In the days before dogs had special diets, went on family vacations, and even retired, no one wanted to be called a dog, let alone a dead dog. Yet that was how Mephibosheth referred to himself. Mephibosheth was the son of Jonathan and grandson of King Saul. His story is a study in damaged self-esteem and a picture of how God heals our low self-esteem if we allow Him to.
We meet Mephibosheth when messengers brought news of King Saul’s death. He was five years old. As his nurse ran with him, he fell and his injuries left him lame.1 For years, a charitable family in Lo-debar cared for Mephibosheth.
Thankfully, we live in an age when physical disabilities have less power to limit and define who we are. Mephibosheth experienced all the challenges and the stigma that accompany lameness. Beside his physical handicap, he was the grandson of a failed king and the monarchy had gone to David. Mephibosheth had decided that he was nothing but a dead dog with no life beyond the handouts he received in an insignificant household in Lo-debar. He felt worthless.
Once David had consolidated his reign in Jerusalem, he remembered his covenant with Jonathan in which he had promised to watch over Jonathan’s family. David sent a servant to fetch Mephibosheth and restored Saul’s estate to him. He provided servants and gave him the right to eat at the royal table—as if he were David’s own son, a prince. Mephibosheth prostrated himself before David and said, “What is your servant, that you should regard a dead dog like me?”2
Sin injures us. It can leave us socially, emotionally, and spiritually lame until we meet Jesus. Like David’s servant, Jesus came to fetch us from our subsistent life. He brought us back to the King. Whatever we think of ourselves, God adopts us as His children and puts His royal resources at our disposal. We move from a forgotten wasteland to an abundant kingdom.
Does it sound too good to be true? That’s how self-esteem often views it. Our low self-image can be so deeply engrained in us that it resists new realities and the encouragement of others. Mephibosheth showed symptoms of that resistance. When Absalom staged a rebellion and briefly ousted King David, Mephibosheth remained in Jerusalem. He hoped that Absalom would give the throne to him. Mephibosheth had moved from Lo-debar to the palace, but his heart was still focused on handouts. When the political climate changed, Mephibosheth decided that his best chance lay with Absalom.3 Self-seeking is a sign that we are not yet sure how much God is able and willing to care for us.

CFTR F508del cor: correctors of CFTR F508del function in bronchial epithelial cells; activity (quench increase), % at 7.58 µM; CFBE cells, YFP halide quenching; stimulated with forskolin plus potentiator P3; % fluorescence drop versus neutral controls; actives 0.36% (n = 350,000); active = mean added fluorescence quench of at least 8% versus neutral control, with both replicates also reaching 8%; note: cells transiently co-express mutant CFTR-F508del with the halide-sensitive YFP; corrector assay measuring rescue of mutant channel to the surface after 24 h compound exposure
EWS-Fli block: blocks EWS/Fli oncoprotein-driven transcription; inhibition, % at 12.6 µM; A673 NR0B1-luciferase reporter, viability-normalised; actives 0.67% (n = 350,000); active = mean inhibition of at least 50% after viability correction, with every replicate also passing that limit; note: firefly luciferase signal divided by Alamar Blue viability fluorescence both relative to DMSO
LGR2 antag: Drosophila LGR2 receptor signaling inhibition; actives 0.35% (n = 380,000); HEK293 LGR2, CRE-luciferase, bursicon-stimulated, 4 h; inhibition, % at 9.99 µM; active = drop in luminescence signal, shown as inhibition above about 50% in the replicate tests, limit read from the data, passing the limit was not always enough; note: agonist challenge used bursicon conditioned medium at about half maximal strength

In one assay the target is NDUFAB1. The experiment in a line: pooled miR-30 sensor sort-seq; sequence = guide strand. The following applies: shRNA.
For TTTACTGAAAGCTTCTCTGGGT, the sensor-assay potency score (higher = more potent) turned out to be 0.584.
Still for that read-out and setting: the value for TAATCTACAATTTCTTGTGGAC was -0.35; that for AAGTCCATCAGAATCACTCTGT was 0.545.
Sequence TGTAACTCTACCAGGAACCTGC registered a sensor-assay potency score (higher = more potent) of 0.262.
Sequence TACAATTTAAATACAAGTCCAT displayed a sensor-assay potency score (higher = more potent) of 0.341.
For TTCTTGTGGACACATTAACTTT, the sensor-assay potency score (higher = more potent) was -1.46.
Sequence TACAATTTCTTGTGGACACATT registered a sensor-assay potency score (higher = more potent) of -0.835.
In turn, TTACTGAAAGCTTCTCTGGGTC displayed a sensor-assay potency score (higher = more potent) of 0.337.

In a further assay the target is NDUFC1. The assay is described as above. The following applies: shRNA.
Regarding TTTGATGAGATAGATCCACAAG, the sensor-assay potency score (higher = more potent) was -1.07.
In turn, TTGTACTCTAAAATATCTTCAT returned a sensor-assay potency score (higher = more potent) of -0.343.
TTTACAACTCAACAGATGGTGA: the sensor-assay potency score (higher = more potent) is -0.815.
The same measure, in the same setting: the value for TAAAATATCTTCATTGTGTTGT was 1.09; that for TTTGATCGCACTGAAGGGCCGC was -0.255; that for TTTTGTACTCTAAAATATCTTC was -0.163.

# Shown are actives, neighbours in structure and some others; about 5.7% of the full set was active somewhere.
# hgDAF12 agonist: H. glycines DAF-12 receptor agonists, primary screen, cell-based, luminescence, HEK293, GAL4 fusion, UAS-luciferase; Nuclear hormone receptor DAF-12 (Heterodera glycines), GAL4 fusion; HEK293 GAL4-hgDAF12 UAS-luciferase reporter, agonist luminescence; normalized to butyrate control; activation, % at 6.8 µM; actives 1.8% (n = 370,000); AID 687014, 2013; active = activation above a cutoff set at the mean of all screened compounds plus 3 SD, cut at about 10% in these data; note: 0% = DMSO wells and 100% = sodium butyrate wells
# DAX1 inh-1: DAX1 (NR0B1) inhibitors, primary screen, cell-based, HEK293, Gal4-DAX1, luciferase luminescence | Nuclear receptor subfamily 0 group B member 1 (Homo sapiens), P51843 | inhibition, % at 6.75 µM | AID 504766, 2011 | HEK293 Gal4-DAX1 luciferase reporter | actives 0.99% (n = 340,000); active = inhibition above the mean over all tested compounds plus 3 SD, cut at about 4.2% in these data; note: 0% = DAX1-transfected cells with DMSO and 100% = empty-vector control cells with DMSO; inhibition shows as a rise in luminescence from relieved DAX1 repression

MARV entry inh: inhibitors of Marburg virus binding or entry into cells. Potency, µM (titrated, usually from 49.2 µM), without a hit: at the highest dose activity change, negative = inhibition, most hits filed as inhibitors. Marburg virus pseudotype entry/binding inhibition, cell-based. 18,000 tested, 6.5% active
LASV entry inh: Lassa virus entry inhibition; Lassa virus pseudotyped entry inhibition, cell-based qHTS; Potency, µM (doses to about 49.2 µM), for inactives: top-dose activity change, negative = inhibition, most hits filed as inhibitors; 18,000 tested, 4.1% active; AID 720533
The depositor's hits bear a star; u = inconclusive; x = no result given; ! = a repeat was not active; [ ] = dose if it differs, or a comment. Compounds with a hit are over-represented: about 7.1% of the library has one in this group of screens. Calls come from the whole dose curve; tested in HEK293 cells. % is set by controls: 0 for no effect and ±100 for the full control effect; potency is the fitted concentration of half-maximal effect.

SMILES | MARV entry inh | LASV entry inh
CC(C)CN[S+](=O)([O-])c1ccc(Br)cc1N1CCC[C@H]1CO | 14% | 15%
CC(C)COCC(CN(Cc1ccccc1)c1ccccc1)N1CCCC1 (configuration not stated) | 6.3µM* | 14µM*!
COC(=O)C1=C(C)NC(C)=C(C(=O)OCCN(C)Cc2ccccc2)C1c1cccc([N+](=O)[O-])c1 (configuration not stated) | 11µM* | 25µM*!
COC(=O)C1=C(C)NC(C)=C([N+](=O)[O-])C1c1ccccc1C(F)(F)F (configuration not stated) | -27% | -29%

When David eventually returned to Jerusalem as king, Mephibosheth met him and groveled. He was a sorry sight:
Mephibosheth the son of Saul came down to meet the king; and he had neither cared for his feet, nor trimmed his mustache, nor washed his clothes, from the day the king departed until the day he came home in peace. (2 Sam. 19:24)
Mephibosheth blamed his servant and made excuses as to why he had not been loyal to David. David saw through the excuses. They reveal the character of Mephibosheth.4 Away from the king’s blessings, the outward appearance of Mephibosheth began to reflect his low self-esteem again. Because he no longer cared for himself, he began to look like a mangy dog. He refused to admit his disloyalty to David. Perhaps his feeble excuses were rooted in fear or were a vain attempt to talk his way back into David’s household.
Adopted royal children don’t need to live like that. When we are certain who we are in Christ, we can enjoy the blessings of God. We need not doubt His love or the constant provision of all we need. Even when life seems to rise up and suggest that God no longer reigns, we can stay close to Him knowing that all things will soon be restored to order under His rule. If we sin, we can be sure that God will meet our humble confession with forgiveness. Nothing can ever change the love of our heavenly Father.
Please share this devotion with others who might be blessed.